It’s time to ban these poisons from public lands. In early April, four conservation groups sued the Trump administration as part of their years-long effort to have M-44s, as well as another pesticide-based device called Compound 180, permanently banned. Congressman Peter DeFazio, a Democrat from Oregon, introduced a bill in late March that would also ban the poisons—something he’s been trying to do for decades. “The use of this device by Wildlife Services led to the death of an innocent wolf, has previously killed domestic dogs, and sooner or later, will kill a child,” he told the Oregonian in March.
Not everyone is on board. Some argue that nonlethal methods aren’t as effective (though recent studies dispute this) and that M-44s are more appropriate and cost-effective than other lethal means. John Shivik, a former Wildlife Services employee who focused on developing and improving nonlethal control practices, says M-44s are “relatively humane” compared to snares or leg-holds, which entrap and often injure an animal for many days before an agent returns.
Regardless of the outcome of the legislation and lawsuits, the tide seems to be turning against lethal methods as ranchers embrace more nonlethal methods. Utah State University and Wildlife Services recently completed a four-year study evaluating the effectiveness of certain guardian dog breeds—Kangals, Karakachans, and Cão de Gado Transmontanos—against wolves, compared to commonly used breeds. The findings are currently being analyzed. Montana’s Wildlife Services (the agency operates through state-based offices, with different policies in each state) is also working with the Natural Resources Defense Council to test the use of electric fences adorned with flags, called fladry, to keep coyotes and wolves away from livestock. Fladry can scare off predators by merely flapping in the wind, and the electric fence acts as a wrist-slap to braver animals.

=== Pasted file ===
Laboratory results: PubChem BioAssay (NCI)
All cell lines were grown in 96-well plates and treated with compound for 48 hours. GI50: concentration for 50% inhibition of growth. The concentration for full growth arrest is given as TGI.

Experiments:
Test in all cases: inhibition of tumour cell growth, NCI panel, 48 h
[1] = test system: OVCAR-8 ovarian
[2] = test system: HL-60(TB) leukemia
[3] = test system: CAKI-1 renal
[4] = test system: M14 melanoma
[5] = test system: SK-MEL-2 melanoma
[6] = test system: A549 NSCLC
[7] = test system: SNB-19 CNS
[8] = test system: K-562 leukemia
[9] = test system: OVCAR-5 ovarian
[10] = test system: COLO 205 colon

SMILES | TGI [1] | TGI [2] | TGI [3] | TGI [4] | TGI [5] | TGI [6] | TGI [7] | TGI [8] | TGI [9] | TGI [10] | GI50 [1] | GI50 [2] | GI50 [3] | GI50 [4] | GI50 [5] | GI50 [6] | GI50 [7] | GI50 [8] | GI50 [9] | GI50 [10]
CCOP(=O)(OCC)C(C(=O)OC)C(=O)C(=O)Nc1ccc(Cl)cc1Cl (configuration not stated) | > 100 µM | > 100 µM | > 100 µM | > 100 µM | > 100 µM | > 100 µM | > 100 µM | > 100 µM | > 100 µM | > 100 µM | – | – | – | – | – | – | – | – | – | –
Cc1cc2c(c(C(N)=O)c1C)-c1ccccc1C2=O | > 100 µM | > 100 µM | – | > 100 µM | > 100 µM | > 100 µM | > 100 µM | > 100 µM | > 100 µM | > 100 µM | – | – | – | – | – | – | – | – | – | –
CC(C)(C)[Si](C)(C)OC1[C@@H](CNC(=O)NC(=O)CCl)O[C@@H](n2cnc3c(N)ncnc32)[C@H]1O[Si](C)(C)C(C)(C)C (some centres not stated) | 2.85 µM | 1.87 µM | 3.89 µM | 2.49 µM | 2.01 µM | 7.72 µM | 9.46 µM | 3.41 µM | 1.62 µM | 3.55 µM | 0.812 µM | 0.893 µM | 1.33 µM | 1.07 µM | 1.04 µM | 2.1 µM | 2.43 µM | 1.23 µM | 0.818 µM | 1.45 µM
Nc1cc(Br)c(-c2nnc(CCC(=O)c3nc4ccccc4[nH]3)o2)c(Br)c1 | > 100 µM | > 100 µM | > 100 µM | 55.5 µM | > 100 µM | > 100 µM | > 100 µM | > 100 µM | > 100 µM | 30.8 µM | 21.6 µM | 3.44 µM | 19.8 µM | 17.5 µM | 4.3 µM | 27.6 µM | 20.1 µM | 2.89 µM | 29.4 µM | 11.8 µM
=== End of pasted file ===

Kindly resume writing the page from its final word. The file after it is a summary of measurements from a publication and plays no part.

Ranchers will never be stripped of their rights to eliminate wildlife they believe to be killing their stock in trade, and that includes shooting a wolf or coyote that’s harassing their flock. It’s about as likely as repealing the Second Amendment. But nonlethal experimentation appears to be working. According to a USDA analysis of sheep and lamb ranching operations, the number of sheep and lamb killed by predators on ranches in the West declined from 2009 to 2014, from 634,500 to 585,000. At the same time, the use of nonlethal controls increased. In 2004, only 31.9 percent of ranches used one or more nonlethal method to control predators, compared to 58 percent a decade later.
In response to Casey’s death and Mansfield’s near-miss, the agency placed a temporary ban on the use of M-44s in Idaho and directed agents to remove all of the devices that were deployed. Then, in mid-June, Wildlife Services announced an agencywide review of the devices as well as new rules that require more visible and obvious warning signs to be placed near M-44s.
It’s a start toward addressing what, at times, seemed to be a lax attitude toward these dangerous devices. Last year, Idaho’s Wildlife Services had already prohibited use of M-44s on all federal land in the state, hoping this would “reduce any anxiety that recreationists may feel” about cyanide traps hiding in their playgrounds. The WS-Idaho agent who set the trap screwed up, because the M-44 that killed Casey, as well as another nearby trap, were in fact on federal land. Plus, the Mansfield family asserts that there were no nearby signs cautioning passersby about the poisonous devices—an EPA mandated requirement for using M-44s. “Nobody knew what [the M-44] was,” the boy told a local news station. As the captain of the local county sheriff’s office told Fox News, “He’s very lucky to be alive.”